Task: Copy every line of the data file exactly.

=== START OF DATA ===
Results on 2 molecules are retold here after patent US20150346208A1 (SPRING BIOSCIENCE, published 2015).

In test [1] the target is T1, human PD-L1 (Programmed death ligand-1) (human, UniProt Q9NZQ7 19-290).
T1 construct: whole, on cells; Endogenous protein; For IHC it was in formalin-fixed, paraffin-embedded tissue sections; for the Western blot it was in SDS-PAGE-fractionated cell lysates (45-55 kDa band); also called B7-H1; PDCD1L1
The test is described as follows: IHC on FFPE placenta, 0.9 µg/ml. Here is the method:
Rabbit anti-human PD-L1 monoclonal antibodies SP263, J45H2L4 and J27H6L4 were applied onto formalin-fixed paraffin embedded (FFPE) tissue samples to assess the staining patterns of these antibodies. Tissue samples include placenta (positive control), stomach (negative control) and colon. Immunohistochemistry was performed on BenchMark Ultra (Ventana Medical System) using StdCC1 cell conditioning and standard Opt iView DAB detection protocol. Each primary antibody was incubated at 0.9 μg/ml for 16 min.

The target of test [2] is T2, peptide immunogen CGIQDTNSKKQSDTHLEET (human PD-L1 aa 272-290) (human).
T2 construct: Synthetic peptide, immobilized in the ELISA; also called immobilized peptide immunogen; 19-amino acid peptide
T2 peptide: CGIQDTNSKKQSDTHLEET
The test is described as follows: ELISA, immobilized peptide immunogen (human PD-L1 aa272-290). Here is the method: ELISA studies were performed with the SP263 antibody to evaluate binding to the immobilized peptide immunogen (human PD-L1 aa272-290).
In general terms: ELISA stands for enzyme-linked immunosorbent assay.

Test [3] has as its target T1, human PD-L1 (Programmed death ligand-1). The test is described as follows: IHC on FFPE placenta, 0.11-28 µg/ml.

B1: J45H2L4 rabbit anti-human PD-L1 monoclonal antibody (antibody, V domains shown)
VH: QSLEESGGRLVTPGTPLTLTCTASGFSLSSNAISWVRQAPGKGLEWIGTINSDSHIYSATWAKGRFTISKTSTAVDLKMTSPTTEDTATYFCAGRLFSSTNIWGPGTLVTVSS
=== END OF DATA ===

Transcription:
Results on 2 molecules are retold here after patent US20150346208A1 (SPRING BIOSCIENCE, published 2015).

In test [1] the target is T1, human PD-L1 (Programmed death ligand-1) (human, UniProt Q9NZQ7 19-290).
T1 construct: whole, on cells; Endogenous protein; For IHC it was in formalin-fixed, paraffin-embedded tissue sections; for the Western blot it was in SDS-PAGE-fractionated cell lysates (45-55 kDa band); also called B7-H1; PDCD1L1
The test is described as follows: IHC on FFPE placenta, 0.9 µg/ml. Here is the method:
Rabbit anti-human PD-L1 monoclonal antibodies SP263, J45H2L4 and J27H6L4 were applied onto formalin-fixed paraffin embedded (FFPE) tissue samples to assess the staining patterns of these antibodies. Tissue samples include placenta (positive control), stomach (negative control) and colon. Immunohistochemistry was performed on BenchMark Ultra (Ventana Medical System) using StdCC1 cell conditioning and standard Opt iView DAB detection protocol. Each primary antibody was incubated at 0.9 μg/ml for 16 min.

The target of test [2] is T2, peptide immunogen CGIQDTNSKKQSDTHLEET (human PD-L1 aa 272-290) (human).
T2 construct: Synthetic peptide, immobilized in the ELISA; also called immobilized peptide immunogen; 19-amino acid peptide
T2 peptide: CGIQDTNSKKQSDTHLEET
The test is described as follows: ELISA, immobilized peptide immunogen (human PD-L1 aa272-290). Here is the method: ELISA studies were performed with the SP263 antibody to evaluate binding to the immobilized peptide immunogen (human PD-L1 aa272-290).
In general terms: ELISA stands for enzyme-linked immunosorbent assay.

Test [3] has as its target T1, human PD-L1 (Programmed death ligand-1). The test is described as follows: IHC on FFPE placenta, 0.11-28 µg/ml.

B1: J45H2L4 rabbit anti-human PD-L1 monoclonal antibody (antibody, V domains shown)
VH: QSLEESGGRLVTPGTPLTLTCTASGFSLSSNAISWVRQAPGKGLEWIGTINSDSHIYSATWAKGRFTISKTSTAVDLKMTSPTTEDTATYFCAGRLFSSTNIWGPGTLVTVSS